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Pneumococcal meningitis with normal cerebrospinal biochemistry and no pneumococci at microscopy, mimicking a stroke: a case report
Journal of Medical Case Reportsvolume 11, Article number: 150 (2017)
Bacterial meningitis commonly presents with symptoms such as headache, impaired consciousness, neck stiffness, and fever. In most cases, cerebrospinal fluid analysis will yield white cell counts >100/mm3. Atypical presentations occur, especially in the very young or very elderly and the immunocompromised. We report an unusual case of pneumococcal meningitis in a healthy 78-year-old Danish woman who presented with clinical features mimicking a stroke with normal cerebrospinal fluid parameters and without microscopic evidence of bacteria.
The patient was admitted after being found unconscious on her bed. Upon admittance, she was considered confused, with a temperature of 39.4 °C and slight neutrophilic leukocytosis, but no neck stiffness. A neurological examination revealed bilateral horizontal nystagmus, unstable eye movements, and suspected right-sided gaze paralysis. Cerebrospinal fluid analysis revealed normal parameters, and the microscopy result was negative for bacteria. The most likely diagnosis was considered to be stroke with concomitant infection. However, cerebrospinal fluid and blood cultures subsequently were rapidly positive for pneumococci. Neither immunodeficiency nor blood contamination was considered a likely cause of this discrepancy.
This case emphasizes the need to consider a multidisciplinary approach and empirical meningitis treatment until diagnostic results from microbiological cultures are obtained.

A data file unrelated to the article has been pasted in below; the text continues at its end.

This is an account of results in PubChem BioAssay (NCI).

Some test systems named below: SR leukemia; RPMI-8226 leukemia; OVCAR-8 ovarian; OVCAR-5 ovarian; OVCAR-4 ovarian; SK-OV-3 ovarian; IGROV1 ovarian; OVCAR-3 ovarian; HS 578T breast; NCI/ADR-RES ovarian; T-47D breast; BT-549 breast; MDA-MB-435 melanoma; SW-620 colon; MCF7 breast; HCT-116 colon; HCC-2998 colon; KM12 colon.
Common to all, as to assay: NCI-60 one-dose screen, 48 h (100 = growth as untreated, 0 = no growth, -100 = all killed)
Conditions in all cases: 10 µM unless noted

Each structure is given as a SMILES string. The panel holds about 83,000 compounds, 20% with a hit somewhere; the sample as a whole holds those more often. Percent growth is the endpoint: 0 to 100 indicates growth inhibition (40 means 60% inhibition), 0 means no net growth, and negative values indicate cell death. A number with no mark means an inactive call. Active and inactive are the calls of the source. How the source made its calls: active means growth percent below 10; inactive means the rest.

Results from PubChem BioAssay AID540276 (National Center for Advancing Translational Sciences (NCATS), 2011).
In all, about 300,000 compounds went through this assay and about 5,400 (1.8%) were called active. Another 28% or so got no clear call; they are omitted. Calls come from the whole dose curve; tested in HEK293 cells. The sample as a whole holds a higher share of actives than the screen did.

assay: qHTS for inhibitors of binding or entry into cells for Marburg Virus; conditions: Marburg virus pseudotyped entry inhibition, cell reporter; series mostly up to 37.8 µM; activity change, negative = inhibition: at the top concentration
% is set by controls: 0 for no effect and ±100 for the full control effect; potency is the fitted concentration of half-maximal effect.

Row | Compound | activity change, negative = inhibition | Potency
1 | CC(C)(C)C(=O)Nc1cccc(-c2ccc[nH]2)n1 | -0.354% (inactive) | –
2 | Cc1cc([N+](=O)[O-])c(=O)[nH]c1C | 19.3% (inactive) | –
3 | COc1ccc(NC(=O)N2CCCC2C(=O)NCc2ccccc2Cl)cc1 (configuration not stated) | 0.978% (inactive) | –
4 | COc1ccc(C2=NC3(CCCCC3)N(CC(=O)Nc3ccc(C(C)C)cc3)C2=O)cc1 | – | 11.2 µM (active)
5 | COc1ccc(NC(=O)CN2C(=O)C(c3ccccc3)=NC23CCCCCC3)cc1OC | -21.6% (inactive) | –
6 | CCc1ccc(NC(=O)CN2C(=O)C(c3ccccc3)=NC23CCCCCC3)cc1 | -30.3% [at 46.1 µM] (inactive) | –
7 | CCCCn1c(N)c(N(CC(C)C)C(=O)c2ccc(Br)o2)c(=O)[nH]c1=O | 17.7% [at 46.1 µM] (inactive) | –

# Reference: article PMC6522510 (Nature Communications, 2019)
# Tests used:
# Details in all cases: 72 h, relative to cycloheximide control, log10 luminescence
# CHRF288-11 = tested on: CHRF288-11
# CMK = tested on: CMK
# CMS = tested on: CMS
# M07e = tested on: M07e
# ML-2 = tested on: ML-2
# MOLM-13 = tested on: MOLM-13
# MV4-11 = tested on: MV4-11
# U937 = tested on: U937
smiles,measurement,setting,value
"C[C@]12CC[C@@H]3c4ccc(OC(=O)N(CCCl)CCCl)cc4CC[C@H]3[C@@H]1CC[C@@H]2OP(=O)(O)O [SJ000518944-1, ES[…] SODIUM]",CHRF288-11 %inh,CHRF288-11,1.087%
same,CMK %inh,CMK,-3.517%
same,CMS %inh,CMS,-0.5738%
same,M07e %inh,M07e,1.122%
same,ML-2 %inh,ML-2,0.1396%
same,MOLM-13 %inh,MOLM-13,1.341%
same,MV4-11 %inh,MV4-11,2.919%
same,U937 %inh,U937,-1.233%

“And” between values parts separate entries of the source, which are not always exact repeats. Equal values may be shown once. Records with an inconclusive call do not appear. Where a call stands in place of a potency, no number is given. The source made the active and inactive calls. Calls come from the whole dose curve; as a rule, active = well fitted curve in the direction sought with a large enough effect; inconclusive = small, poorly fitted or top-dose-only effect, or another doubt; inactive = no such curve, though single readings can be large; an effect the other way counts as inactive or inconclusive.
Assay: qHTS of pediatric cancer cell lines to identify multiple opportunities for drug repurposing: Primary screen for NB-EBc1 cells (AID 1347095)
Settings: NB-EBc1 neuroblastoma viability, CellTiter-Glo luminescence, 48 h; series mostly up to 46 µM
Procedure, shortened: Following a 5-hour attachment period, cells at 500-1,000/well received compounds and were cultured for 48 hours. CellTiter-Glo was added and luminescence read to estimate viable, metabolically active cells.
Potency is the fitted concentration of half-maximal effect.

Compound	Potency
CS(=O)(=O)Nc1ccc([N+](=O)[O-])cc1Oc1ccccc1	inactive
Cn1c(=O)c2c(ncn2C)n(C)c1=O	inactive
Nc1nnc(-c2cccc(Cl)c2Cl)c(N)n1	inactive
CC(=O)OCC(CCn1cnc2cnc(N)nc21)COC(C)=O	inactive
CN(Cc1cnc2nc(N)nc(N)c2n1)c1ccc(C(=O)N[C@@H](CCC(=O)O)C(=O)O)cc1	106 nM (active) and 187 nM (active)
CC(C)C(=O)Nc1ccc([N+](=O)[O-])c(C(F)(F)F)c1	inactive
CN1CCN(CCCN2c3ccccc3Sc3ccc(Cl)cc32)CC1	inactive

Bacterial meningitis commonly presents with symptoms such as headache, impaired consciousness, neck stiffness, and fever. In a nationwide study in the Netherlands comprising 696 cases of bacterial meningitis, at least two of these symptoms were present in 95% of cases . In the same study, cerebrospinal fluid (CSF) analysis yielded white cell counts >100/mm3 in 93% of cases. Streptococcus pneumoniae was the causative agent in 51% of cases with a positive CSF culture, and the causative agent was determined by Gram’s staining and microscopy of CSF in 80% of cases (with 97% specificity). Atypical presentations occur especially in the very young or very elderly and the immunocompromised . We report an unusual case of pneumococcal meningitis in a healthy 78-year-old Danish woman who presented with clinical features mimicking a stroke with normal CSF parameters and without microscopic evidence of bacteria. However, CSF and blood culture results were rapidly positive for pneumococci.
Our patient was a 78-year-old Danish woman with a history of hyperthyroidism for 15 years caused by a toxic multinodular goiter. The condition was uncomplicated and treated with thiamazole. She was also receiving statin therapy for hypercholesterolemia. She had had successful knee replacement surgery 7 years before the current admission. She lived alone, was fully mobile, and was not dependent on care.